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Here’s A Great Article On The Future Of Electric Cars In The United States...

Discussion in 'General Elio Discussion' started by ElioWallSteet, May 16, 2018.

  1. ElioWallSteet

    ElioWallSteet Elio Aficionado

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    Apr 25, 2018
    Trusting likes this.
  2. Doctor Why

    Doctor Why New Member

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    May 16, 2018
    Reservation #:
    While those are some curious estimates, they are also pretty conservative in some ways.

    For example, one easy solution to the range problem is similar to that done with natural gas. If the CONTAINERS for the energy are all identical and considered swappable, a vehicle designed for it could be 'recharged' in no more time than it took to swap the batteries. Yes, those batteries are pretty heavy but they could be bundled together and handled with tools, if the car was made for it.

    Resources, likewise, are only limited until we find them. Investors are already eyeing asteroid Psyche which is thought to have the same constitution as Earth's solid metal core and be worth ten quadrillion dollars in raw materials (link). Sometimes we don't even try to find resources until they're valuable enough. Peak oil was a big thing until the price got high, and then we found more and more ways of getting at different kinds of oil. Maybe lithium will be a problem in the near future, but certainly not in the long future.

    There is also the strong possibilities of disruptive technologies. I know of at least two major companies that have declared they will have finished the development of electric vertical-takeoff taxis in TEN YEARS (one example). If these prove true, ROADS might will be obsolete shortly thereafter, so cars will only be useful for visiting your neighbors or filling out your nostalgic collection.
  3. Sailor Dog

    Sailor Dog Elio Addict

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    Mar 17, 2016
    South West
    Electric vehicles have been available since the mid 1830s. Mass adoption has proved to be elusive. Barron's cover story a couple weeks back predicted more ICE vehicles in 2030 than today...in the billions more. Much more efficient as well. The future maybe more EV but also many more ICE vehicles. Don't be in such a hurry! Or you might be deeply disappointed...
  4. RSchneider

    RSchneider Elio Addict

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    Jan 6, 2017
    Hellertown, PA
    The US will be one of the last to adopt EV's on a mass scale. It's just the way it is. We are behind on many things but you'd never know it unless you travel to other countries. Europe and Asia embrace new technology where we get dragged into it. It's good because they work out the bugs before we get to use it. EV's will appeal to the younger generations and not so much for older. They real key here is that there's so much potential for EV's and not for ICE. This is because we are splitting hairs when it comes to ICE efficiency. The big gains have already been done and everything from here on out are just tiny. ICE is not going to see a magical breakthrough in efficiency but as for EV's it'll happen soon.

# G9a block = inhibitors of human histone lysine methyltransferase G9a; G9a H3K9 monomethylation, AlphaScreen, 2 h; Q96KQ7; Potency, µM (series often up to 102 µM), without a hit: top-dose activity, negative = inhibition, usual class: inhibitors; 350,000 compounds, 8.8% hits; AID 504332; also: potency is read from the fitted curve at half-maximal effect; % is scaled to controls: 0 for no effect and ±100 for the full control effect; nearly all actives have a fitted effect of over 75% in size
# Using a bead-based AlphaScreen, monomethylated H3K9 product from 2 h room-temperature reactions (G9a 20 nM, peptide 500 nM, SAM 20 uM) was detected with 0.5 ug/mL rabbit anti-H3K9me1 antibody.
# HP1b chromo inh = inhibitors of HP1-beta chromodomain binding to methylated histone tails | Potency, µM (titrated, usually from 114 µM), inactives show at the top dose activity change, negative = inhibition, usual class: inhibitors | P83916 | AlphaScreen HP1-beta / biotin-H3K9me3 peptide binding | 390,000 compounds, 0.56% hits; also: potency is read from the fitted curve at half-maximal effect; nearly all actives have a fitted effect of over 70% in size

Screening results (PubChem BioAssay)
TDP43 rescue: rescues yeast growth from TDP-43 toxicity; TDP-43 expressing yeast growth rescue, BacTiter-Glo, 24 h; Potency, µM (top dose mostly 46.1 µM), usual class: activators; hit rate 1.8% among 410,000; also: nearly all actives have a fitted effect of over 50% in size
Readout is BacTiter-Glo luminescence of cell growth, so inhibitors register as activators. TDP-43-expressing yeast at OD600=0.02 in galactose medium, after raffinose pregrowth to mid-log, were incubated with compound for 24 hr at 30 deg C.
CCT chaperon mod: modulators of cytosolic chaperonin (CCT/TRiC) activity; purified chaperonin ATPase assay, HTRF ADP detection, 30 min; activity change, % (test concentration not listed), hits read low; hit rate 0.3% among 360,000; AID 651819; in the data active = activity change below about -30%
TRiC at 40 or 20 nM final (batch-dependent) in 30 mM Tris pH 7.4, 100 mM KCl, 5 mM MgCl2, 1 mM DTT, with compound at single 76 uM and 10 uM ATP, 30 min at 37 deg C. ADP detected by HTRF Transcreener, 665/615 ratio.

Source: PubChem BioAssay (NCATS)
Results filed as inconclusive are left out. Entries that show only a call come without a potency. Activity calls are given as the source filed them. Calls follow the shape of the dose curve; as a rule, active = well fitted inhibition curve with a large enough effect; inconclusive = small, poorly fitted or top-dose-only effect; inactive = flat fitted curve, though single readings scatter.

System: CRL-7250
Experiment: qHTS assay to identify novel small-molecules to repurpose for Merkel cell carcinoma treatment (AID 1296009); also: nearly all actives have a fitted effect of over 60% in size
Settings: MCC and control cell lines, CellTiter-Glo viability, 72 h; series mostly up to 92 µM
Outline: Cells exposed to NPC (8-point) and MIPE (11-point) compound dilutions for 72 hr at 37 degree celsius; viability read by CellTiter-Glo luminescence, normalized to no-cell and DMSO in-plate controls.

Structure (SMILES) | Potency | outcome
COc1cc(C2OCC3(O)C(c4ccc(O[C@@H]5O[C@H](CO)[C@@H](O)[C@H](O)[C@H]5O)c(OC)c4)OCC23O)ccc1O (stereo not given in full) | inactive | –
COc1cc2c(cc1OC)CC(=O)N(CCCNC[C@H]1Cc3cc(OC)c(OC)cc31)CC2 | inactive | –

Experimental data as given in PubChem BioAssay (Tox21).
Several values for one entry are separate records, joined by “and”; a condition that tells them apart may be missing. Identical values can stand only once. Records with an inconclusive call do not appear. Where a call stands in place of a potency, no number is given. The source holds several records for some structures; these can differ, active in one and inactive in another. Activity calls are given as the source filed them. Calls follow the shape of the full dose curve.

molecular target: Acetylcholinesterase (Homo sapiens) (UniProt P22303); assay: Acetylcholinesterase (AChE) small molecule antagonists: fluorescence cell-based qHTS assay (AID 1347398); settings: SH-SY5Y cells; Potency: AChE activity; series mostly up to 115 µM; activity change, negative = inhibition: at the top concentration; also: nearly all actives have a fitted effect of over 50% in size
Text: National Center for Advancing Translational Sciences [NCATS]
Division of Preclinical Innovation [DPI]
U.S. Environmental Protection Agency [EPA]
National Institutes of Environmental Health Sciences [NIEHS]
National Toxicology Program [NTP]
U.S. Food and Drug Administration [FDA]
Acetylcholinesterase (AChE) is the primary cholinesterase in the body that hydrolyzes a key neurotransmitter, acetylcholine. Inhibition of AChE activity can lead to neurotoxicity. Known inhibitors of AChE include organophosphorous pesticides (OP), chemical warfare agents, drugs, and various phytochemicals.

I can see the younger generations using an EV as an and vehicle. They would own a crew cab F150 to use for hauling the family and stuff in the bed but use an EV for everyday driving back and forth to work. Then if they have a 4-5 seater EV with a trunk or hatch, they can still use if for limited family functions on the weekend. Older generations need something that'll get 700 miles an a tank because they just need to and will stick with gas because of range and recharging anxiety.

    This is no different with how many still write checks at the grocery store, never get rid of their landline and never trust ApplePay or AndroidPay. In the end, you still need to have checks, landlines and a credit card that you swipe. Might be outdated technology but it still needs to be there.
  5. CrimsonEclipse

    CrimsonEclipse Elio Addict

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    May 24, 2014
    Meh. NYT is really missing a few points.
    "There are not enough places to recharge."

    Not really a problem yet. and private companies will happily take up the slack.
    Business abhors a vacuum.
    Also, 95% of all charging will happen at home.

    "Electric cars will go mainstream when the cost of the powertrain — the motor and other guts that make the vehicle move — is the same as owning cars that burn gasoline or diesel. How soon that day arrives is almost solely a function of the price of batteries."

    Not really. It's when the total cost of ownership beats ICE's, which is almost (or already) there.

    "Lithium is scarce"

    Not so much. It abundant and easily recyclable. It also assumes that other technologies won't be available in the next 10 years like non lithium batteries to capacitors.

    So, not really a "Great" article.
    airforceguy6 and Elio Amazed like this.
  6. Rob Croson

    Rob Croson Elio Addict

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    Apr 28, 2015
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    The Japanese have recently found huge deposits of rare earths laying around on the ocean floor. Now they just have to figure out how to economically, and safely mine them. If the price goes high enough, they will.

    Also, the VW-funded Electrify America program is just getting started. As part of their settlement for Dieselgate, they set aside $2B to fund the building of EV charging stations across the country. California gets $800M, and the rest of the $1.2B will be sread across the country. That will fund a LOT of charging stations.

    But, yeah, most people charge at home. I know I do.
    CrimsonEclipse and airforceguy6 like this.

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